‘None of your business what we’re doing,’ growled Ray. His hand was already on the door. ‘You are no more important to us than a bug on a rug.’ As if to demonstrate my insignificance, he spat on the floor of my office even though he was not chewing tobacco.

Jace had once told me not to ride straight at people with my questions, but to use a flanking manoeuver. I reckoned I had rid at them too straight.

Once again I cried, ‘Wait! Please.’ I looked desperately around my narrow office. On the potbelly stove the coffeepot was steaming. I could smell its aroma. ‘Would you like a cup of coffee?’

The two hesitated & looked at each other.

‘It is fresh ground and fresh brewed,’ I said, ‘using water from a Patent Moulded Ceramic Carbon Filter made by F.H. Atkinson of London which they keep in the saloon across the street. The water here in Virginia is full of arsenic, plumbago and copperas,’ I explained.

‘Full of what?’ said Ray.

‘And cookies!’ I held up the waxed-paper parcel. ‘I have cookies! Fresh-baked oatmeal cookies.’

My long-lost pa took off the small plug hat he had been wearing. ‘I willna say no to a wee cup of java,’ he said. ‘It smells mighty good.’ He looked at his partner.

‘Sure,’ growled Ray. ‘I reckon a fresh-baked cookie and a cup of brew is the least you can do for causing trouble.’

He closed the door & they both came back & sat down in front of my desk.

Hallelujah! Ping’s theory was right. Fresh coffee did encourage people to linger.

Bee’s oatmeal cookies probably helped, too.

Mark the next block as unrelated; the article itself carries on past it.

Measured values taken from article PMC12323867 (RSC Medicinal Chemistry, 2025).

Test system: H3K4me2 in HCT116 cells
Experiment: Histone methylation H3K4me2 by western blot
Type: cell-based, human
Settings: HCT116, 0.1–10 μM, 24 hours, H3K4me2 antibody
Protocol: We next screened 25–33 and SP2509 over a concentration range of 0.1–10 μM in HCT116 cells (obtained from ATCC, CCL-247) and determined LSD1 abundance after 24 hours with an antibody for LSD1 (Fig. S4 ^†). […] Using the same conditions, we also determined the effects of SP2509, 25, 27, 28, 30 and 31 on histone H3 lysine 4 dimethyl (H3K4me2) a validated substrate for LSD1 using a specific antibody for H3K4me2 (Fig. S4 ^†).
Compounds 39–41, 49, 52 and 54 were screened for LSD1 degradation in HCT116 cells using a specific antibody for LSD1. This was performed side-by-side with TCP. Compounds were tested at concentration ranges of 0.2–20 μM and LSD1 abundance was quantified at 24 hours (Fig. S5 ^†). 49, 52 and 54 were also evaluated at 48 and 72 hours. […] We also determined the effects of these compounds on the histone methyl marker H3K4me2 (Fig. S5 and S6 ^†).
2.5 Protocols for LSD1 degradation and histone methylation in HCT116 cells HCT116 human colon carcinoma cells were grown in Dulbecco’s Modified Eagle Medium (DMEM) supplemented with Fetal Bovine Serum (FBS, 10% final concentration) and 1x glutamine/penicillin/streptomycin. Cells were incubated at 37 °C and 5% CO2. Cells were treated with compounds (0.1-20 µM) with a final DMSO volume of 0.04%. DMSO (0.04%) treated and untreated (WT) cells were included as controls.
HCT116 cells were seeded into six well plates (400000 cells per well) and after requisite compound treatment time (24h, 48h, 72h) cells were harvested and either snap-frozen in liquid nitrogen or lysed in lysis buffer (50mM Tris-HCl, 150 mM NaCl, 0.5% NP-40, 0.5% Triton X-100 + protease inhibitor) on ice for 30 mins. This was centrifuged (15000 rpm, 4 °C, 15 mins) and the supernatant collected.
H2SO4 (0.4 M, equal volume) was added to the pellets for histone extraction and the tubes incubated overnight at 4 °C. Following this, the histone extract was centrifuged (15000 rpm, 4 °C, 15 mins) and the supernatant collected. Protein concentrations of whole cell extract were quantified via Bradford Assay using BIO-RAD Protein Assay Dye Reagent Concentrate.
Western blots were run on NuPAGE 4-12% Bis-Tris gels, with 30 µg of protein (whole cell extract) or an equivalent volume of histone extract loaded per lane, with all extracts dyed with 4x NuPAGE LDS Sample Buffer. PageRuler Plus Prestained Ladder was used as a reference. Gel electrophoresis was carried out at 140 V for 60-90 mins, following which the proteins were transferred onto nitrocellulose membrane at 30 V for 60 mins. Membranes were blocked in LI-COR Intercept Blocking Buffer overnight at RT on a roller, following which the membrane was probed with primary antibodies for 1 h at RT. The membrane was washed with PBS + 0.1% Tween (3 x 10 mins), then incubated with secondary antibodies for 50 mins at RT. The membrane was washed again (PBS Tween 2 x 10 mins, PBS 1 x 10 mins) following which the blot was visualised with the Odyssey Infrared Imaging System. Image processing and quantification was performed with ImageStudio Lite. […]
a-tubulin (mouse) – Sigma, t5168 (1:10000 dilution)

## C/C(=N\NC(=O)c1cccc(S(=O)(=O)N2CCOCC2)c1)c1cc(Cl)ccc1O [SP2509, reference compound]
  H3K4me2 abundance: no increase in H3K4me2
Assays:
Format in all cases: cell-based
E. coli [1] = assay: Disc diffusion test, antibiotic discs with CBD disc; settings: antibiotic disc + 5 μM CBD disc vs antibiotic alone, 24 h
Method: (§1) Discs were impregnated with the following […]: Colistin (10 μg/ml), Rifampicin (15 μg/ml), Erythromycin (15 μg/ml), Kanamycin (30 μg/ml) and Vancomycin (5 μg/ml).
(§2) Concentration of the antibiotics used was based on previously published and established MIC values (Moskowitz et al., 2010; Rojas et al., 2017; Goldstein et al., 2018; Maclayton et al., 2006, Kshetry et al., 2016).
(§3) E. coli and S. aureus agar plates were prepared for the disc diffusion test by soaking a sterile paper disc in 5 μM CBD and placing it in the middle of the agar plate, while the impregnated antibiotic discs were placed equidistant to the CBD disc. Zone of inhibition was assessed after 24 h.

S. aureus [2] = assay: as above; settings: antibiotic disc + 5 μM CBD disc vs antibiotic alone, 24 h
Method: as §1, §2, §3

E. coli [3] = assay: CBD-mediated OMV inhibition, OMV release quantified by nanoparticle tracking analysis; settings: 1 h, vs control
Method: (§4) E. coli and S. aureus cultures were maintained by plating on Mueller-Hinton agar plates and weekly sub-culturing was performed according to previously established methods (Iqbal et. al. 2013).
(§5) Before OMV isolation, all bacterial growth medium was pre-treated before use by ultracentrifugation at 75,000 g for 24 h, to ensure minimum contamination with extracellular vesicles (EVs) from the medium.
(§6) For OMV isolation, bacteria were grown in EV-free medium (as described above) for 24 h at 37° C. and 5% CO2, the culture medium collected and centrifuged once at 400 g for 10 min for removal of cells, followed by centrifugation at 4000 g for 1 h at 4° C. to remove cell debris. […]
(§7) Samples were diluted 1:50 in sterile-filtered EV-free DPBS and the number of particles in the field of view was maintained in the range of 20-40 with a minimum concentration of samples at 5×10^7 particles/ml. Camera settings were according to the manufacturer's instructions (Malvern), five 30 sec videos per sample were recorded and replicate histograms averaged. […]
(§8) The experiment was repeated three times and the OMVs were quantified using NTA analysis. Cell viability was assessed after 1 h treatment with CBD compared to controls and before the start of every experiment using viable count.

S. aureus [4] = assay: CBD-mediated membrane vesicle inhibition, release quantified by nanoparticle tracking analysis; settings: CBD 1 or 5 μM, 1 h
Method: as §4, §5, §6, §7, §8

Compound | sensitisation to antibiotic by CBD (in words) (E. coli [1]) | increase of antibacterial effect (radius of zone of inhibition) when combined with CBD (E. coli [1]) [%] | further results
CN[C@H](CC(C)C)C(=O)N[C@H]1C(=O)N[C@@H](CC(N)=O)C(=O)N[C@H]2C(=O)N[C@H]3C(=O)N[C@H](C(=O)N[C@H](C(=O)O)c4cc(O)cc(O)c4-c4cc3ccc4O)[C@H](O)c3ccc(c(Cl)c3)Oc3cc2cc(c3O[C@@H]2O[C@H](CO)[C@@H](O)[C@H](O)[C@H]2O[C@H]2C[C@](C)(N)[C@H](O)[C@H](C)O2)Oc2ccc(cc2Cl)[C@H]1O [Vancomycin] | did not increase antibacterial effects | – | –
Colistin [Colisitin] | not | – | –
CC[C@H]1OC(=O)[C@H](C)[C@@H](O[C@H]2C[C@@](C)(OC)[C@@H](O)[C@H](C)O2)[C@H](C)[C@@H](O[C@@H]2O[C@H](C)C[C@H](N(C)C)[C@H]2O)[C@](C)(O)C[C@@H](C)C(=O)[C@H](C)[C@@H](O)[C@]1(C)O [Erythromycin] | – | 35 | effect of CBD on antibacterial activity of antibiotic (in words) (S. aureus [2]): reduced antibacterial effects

As I poured their coffee, I secretly studied Robert Pinkerton.

I had always imagined my pa would be tall, dark and good-looking, like Poker Face Jace. But the short man sitting before me was ordinary-looking. With his slightly bulging brown eyes & slicked back brown hair & little mustache, he reminded me of an otter.

But I know that appearances can be deceptive. 

He was a famous detective. Probably the best in the world.

Any moment he would deduce I was his long-lost daughter.

I saw my detective sign on the desk & nudged it forward a little to help him with his deductions.

I said, ‘What brings you all the way from Chicago to Virginia City? You did not come just to shut me down, did you?’

‘Course not,’ said Mr. Ray G. Tempest, munching a cookie & looking around.

My pa sipped his coffee, which he took black with no sugar like me. He said, ‘We got reports of a pair of Confederate soldiers in the Sierra Nevada mountains. Their plan is to rob silver-carrying stagecoaches and send the money to General Robert E. Lee.’

I said, ‘Are they the ones who robbed the Wells Fargo stagecoach a few days ago?’

‘A Wells Fargo stagecoach was robbed?’ said Ray, sitting forward.

I nodded. ‘Up by Strawberry, according to yesterday’s newspaper. The Sierras ain’t snowed in like us,’ I added. ‘Our blizzard was localized.’

‘I dinna think it could have been them.’ My pa glanced at Ray.

Ray shrugged. ‘It might have been them,’ he said. ‘You got a description? Or a newspaper?’

‘Yup,’ I said. I fished around in my big oyster tin which I use for waste paper & found yesterday’s Daily Territorial Enterprise. ‘Page three,’ I said, as they both scanned it. ‘But it only says they were wearing butternut-colored uniforms and bandanas over their faces.

‘Goll dang, it was them!’ cried Ray.

I said, ‘So they are like Confederate Robin Hoods?’

‘Those Reb Road Agents ain’t no dang Robin Hoods,’ said Ray G. Tempest. ‘They– Goll DANG!’ he jumped up so fast that his chair toppled backwards. ‘What is that?’

He was pointing at my shelf. Mouse was walking near my glass-fronted butterfly tray.’

I said, ‘That there is Mouse, my pet tarantula.’

‘No, not that. THAT.’

I said, ‘My butterfly tray?’ 

‘Yes!’ He took a step back. ‘I hate them things. Get it away!’